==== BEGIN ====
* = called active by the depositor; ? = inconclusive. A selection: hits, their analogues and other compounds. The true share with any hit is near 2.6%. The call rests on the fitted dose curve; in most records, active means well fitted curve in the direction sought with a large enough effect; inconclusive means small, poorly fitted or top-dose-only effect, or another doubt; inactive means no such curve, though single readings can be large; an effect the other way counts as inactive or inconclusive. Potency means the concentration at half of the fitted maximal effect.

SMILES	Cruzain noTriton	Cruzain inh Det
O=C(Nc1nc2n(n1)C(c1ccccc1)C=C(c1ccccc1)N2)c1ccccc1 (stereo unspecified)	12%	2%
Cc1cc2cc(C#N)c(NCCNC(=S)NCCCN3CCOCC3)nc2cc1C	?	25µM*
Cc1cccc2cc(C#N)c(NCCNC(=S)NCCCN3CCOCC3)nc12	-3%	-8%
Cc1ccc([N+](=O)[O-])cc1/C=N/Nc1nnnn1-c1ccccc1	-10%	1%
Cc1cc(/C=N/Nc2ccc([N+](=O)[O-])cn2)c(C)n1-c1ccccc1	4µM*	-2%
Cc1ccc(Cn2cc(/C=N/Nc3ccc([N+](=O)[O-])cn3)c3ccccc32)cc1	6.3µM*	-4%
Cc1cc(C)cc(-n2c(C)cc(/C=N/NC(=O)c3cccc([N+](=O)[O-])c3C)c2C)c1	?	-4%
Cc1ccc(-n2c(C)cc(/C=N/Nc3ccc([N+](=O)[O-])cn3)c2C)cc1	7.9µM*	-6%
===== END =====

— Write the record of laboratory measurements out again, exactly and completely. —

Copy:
* = called active by the depositor; ? = inconclusive. A selection: hits, their analogues and other compounds. The true share with any hit is near 2.6%. The call rests on the fitted dose curve; in most records, active means well fitted curve in the direction sought with a large enough effect; inconclusive means small, poorly fitted or top-dose-only effect, or another doubt; inactive means no such curve, though single readings can be large; an effect the other way counts as inactive or inconclusive. Potency means the concentration at half of the fitted maximal effect.

SMILES	Cruzain noTriton	Cruzain inh Det
O=C(Nc1nc2n(n1)C(c1ccccc1)C=C(c1ccccc1)N2)c1ccccc1 (stereo unspecified)	12%	2%
Cc1cc2cc(C#N)c(NCCNC(=S)NCCCN3CCOCC3)nc2cc1C	?	25µM*
Cc1cccc2cc(C#N)c(NCCNC(=S)NCCCN3CCOCC3)nc12	-3%	-8%
Cc1ccc([N+](=O)[O-])cc1/C=N/Nc1nnnn1-c1ccccc1	-10%	1%
Cc1cc(/C=N/Nc2ccc([N+](=O)[O-])cn2)c(C)n1-c1ccccc1	4µM*	-2%
Cc1ccc(Cn2cc(/C=N/Nc3ccc([N+](=O)[O-])cn3)c3ccccc32)cc1	6.3µM*	-4%
Cc1cc(C)cc(-n2c(C)cc(/C=N/NC(=O)c3cccc([N+](=O)[O-])c3C)c2C)c1	?	-4%
Cc1ccc(-n2c(C)cc(/C=N/Nc3ccc([N+](=O)[O-])cn3)c2C)cc1	7.9µM*	-6%